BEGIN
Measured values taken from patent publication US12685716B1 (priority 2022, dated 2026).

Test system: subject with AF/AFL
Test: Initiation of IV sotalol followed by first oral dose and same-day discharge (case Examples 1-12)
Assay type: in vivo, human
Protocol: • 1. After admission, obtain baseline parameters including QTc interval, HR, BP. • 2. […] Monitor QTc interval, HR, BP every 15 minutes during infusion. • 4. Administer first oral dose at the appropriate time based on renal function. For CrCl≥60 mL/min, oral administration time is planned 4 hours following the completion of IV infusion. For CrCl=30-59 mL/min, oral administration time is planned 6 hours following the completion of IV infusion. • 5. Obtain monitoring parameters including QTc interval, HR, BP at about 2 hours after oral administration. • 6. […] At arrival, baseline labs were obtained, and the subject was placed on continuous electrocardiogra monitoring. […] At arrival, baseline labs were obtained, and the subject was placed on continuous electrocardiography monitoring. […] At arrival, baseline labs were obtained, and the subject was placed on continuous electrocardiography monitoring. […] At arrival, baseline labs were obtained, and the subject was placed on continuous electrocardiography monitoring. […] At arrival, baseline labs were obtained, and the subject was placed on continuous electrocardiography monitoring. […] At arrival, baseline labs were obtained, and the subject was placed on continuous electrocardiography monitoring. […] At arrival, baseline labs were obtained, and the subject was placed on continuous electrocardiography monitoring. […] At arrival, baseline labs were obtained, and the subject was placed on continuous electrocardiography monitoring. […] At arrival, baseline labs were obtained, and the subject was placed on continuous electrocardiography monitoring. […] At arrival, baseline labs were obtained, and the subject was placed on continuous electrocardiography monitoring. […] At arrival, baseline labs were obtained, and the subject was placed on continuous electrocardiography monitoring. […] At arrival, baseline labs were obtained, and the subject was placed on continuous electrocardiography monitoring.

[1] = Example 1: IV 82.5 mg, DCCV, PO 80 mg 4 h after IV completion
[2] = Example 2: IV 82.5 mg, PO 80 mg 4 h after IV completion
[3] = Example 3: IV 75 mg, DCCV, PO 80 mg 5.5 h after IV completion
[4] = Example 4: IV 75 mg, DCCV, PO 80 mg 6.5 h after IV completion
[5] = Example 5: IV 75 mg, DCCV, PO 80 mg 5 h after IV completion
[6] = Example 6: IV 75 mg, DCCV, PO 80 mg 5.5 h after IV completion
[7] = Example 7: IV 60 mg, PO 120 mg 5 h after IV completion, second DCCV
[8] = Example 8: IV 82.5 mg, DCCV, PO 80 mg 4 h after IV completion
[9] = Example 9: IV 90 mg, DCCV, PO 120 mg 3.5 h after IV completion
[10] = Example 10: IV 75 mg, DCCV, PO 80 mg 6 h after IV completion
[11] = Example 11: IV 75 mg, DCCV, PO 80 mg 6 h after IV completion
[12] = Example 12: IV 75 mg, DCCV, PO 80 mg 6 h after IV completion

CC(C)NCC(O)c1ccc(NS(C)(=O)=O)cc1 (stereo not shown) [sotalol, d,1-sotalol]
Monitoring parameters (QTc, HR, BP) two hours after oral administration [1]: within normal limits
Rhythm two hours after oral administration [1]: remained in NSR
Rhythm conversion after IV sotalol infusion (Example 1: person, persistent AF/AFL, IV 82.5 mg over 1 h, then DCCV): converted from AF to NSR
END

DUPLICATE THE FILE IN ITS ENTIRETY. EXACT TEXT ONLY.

Measured values taken from patent publication US12685716B1 (priority 2022, dated 2026).

Test system: subject with AF/AFL
Test: Initiation of IV sotalol followed by first oral dose and same-day discharge (case Examples 1-12)
Assay type: in vivo, human
Protocol: • 1. After admission, obtain baseline parameters including QTc interval, HR, BP. • 2. […] Monitor QTc interval, HR, BP every 15 minutes during infusion. • 4. Administer first oral dose at the appropriate time based on renal function. For CrCl≥60 mL/min, oral administration time is planned 4 hours following the completion of IV infusion. For CrCl=30-59 mL/min, oral administration time is planned 6 hours following the completion of IV infusion. • 5. Obtain monitoring parameters including QTc interval, HR, BP at about 2 hours after oral administration. • 6. […] At arrival, baseline labs were obtained, and the subject was placed on continuous electrocardiogra monitoring. […] At arrival, baseline labs were obtained, and the subject was placed on continuous electrocardiography monitoring. […] At arrival, baseline labs were obtained, and the subject was placed on continuous electrocardiography monitoring. […] At arrival, baseline labs were obtained, and the subject was placed on continuous electrocardiography monitoring. […] At arrival, baseline labs were obtained, and the subject was placed on continuous electrocardiography monitoring. […] At arrival, baseline labs were obtained, and the subject was placed on continuous electrocardiography monitoring. […] At arrival, baseline labs were obtained, and the subject was placed on continuous electrocardiography monitoring. […] At arrival, baseline labs were obtained, and the subject was placed on continuous electrocardiography monitoring. […] At arrival, baseline labs were obtained, and the subject was placed on continuous electrocardiography monitoring. […] At arrival, baseline labs were obtained, and the subject was placed on continuous electrocardiography monitoring. […] At arrival, baseline labs were obtained, and the subject was placed on continuous electrocardiography monitoring. […] At arrival, baseline labs were obtained, and the subject was placed on continuous electrocardiography monitoring.

[1] = Example 1: IV 82.5 mg, DCCV, PO 80 mg 4 h after IV completion
[2] = Example 2: IV 82.5 mg, PO 80 mg 4 h after IV completion
[3] = Example 3: IV 75 mg, DCCV, PO 80 mg 5.5 h after IV completion
[4] = Example 4: IV 75 mg, DCCV, PO 80 mg 6.5 h after IV completion
[5] = Example 5: IV 75 mg, DCCV, PO 80 mg 5 h after IV completion
[6] = Example 6: IV 75 mg, DCCV, PO 80 mg 5.5 h after IV completion
[7] = Example 7: IV 60 mg, PO 120 mg 5 h after IV completion, second DCCV
[8] = Example 8: IV 82.5 mg, DCCV, PO 80 mg 4 h after IV completion
[9] = Example 9: IV 90 mg, DCCV, PO 120 mg 3.5 h after IV completion
[10] = Example 10: IV 75 mg, DCCV, PO 80 mg 6 h after IV completion
[11] = Example 11: IV 75 mg, DCCV, PO 80 mg 6 h after IV completion
[12] = Example 12: IV 75 mg, DCCV, PO 80 mg 6 h after IV completion

CC(C)NCC(O)c1ccc(NS(C)(=O)=O)cc1 (stereo not shown) [sotalol, d,1-sotalol]
Monitoring parameters (QTc, HR, BP) two hours after oral administration [1]: within normal limits
Rhythm two hours after oral administration [1]: remained in NSR
Rhythm conversion after IV sotalol infusion (Example 1: person, persistent AF/AFL, IV 82.5 mg over 1 h, then DCCV): converted from AF to NSR